In the 1770s, Francesco Piranesi, son of the more famous Giovanni Battista Piranesi, produced a set of etchings of Rome, one of which included the church of SS Luca e Martina, with Roman ruins in the foreground. This was titled ‘Altra Veduta degli avanzi del Pronao del Tempio della Concordia’, or ‘Another View of the ruins of the Portico of the Temple of Concord.’ Battie may have seen Piranesi’s print, or something like it, and wanted to create a notional reconstruction of the Roman temple. He clearly had little idea of the actual content of the print, or that the church was only 200 years old and never part of an ancient Roman temple. The dome on the central building in Battie’s scene is very close in design to the dome on SS Luca e Martina.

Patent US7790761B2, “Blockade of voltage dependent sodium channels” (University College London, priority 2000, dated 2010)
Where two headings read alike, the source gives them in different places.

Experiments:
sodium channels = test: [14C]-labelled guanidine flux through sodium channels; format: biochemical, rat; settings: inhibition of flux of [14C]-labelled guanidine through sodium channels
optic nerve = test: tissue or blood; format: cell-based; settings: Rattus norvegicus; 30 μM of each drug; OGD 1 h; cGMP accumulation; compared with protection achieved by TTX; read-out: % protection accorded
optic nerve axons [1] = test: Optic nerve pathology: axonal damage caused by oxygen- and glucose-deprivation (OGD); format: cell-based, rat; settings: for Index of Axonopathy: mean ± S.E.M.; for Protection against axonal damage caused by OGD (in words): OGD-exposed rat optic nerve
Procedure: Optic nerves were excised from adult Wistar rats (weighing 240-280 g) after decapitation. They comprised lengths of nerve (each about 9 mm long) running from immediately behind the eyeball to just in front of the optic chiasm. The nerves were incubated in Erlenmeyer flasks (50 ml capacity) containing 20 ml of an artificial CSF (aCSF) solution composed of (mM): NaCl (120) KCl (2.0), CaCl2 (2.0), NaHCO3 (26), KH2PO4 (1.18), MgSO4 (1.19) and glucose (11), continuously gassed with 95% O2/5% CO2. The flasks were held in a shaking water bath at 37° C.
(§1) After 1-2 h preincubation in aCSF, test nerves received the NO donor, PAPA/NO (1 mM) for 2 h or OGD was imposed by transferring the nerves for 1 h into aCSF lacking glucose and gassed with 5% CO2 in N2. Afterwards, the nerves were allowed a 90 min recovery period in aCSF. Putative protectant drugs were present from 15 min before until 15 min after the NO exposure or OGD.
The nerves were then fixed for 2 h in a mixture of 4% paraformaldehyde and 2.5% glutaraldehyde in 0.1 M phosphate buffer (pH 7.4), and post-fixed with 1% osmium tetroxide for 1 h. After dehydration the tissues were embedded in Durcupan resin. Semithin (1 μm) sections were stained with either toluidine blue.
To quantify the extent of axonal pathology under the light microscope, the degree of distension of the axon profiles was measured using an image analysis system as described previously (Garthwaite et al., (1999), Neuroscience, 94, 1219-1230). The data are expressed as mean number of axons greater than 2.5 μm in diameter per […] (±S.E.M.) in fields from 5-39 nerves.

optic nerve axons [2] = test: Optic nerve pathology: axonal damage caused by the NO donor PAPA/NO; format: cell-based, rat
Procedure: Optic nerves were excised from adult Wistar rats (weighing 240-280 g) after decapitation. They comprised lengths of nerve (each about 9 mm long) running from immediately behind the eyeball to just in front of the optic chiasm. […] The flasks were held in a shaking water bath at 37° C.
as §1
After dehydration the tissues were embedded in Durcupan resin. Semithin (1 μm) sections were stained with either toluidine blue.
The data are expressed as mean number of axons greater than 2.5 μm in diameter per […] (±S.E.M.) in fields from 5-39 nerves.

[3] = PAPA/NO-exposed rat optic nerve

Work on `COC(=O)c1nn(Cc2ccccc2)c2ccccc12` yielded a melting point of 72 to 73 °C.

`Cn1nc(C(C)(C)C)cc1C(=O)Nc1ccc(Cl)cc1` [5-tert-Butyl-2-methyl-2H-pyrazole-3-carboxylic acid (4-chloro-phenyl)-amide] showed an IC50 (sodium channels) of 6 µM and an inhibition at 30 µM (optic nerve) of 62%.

So why go to the trouble of designing and building at Vauxhall Gardens such a dubious reconstruction, when his other picture-models all relied on good evidence? The answer to that may lie in the history of the original classical temple itself, built in the 4th century BCE. Its purpose was to symbolise the aspiration towards a new reconciliation between patricians and plebeians, and harmony between the social classes. As the mixing of the social classes was one of the outstandingly positive features of Vauxhall, maybe this was what was in Battie’s mind, or in the mind of Robert Wardell, who was by 1850 the director and sole lessee of the Gardens. If this is the case, it really did not matter whether the topography was accurate or not, it was the symbolism that mattered, even if few of Wardell’s visitors appreciated the full meaning.